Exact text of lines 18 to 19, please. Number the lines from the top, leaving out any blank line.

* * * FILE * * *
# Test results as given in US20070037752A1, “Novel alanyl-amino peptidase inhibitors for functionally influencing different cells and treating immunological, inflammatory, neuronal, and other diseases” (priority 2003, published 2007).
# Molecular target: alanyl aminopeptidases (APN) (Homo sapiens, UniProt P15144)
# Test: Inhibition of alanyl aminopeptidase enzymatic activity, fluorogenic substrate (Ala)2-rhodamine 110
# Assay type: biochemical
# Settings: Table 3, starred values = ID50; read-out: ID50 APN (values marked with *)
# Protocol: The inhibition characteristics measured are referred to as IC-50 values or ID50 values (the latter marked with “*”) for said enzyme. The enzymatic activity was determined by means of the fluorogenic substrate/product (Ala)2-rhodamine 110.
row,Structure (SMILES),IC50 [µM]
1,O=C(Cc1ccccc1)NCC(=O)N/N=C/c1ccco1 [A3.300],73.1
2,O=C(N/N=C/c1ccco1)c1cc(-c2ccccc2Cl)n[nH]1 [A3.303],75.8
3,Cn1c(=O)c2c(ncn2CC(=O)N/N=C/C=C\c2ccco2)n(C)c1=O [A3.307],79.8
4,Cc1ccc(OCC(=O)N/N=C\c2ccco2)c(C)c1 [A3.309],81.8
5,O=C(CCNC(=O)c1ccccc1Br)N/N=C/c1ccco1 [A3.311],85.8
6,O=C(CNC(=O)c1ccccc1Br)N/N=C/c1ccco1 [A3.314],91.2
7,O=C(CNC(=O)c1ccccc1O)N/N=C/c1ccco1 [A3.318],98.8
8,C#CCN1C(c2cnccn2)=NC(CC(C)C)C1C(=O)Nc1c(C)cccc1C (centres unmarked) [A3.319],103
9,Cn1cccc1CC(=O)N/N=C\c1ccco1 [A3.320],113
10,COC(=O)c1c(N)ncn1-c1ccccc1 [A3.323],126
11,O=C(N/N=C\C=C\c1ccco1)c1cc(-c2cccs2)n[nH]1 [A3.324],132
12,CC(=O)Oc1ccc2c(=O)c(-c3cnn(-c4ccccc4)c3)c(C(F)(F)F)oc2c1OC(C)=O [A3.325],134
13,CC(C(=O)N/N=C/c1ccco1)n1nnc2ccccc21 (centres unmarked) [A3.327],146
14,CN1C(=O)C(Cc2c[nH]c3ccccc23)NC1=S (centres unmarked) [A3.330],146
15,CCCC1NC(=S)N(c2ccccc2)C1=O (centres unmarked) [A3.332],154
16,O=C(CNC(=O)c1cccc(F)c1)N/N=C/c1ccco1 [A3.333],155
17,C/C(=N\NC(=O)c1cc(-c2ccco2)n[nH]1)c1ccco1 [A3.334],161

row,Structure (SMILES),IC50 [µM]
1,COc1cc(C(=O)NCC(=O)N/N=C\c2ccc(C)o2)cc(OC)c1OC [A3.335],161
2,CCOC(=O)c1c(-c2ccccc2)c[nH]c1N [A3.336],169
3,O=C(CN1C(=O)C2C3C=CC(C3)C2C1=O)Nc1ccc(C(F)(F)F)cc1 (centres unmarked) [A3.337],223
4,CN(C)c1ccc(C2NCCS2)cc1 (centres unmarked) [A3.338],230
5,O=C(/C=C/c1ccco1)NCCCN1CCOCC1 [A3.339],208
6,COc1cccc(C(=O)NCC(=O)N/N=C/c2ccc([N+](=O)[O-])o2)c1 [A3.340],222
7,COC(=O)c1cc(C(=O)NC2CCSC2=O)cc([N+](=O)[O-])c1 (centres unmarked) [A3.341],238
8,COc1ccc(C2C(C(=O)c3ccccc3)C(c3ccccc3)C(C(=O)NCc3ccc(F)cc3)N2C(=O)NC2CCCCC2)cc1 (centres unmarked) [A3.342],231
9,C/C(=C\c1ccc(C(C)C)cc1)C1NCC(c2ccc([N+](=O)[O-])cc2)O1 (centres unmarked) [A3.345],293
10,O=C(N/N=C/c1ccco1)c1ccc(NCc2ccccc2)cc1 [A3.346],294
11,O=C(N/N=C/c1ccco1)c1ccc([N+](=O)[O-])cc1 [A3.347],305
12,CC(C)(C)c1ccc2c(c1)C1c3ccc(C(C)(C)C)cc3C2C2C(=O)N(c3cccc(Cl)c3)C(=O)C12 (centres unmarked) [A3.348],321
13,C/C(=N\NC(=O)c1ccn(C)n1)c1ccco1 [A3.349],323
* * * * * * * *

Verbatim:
11,O=C(N/N=C\C=C\c1ccco1)c1cc(-c2cccs2)n[nH]1 [A3.324],132
12,CC(=O)Oc1ccc2c(=O)c(-c3cnn(-c4ccccc4)c3)c(C(F)(F)F)oc2c1OC(C)=O [A3.325],134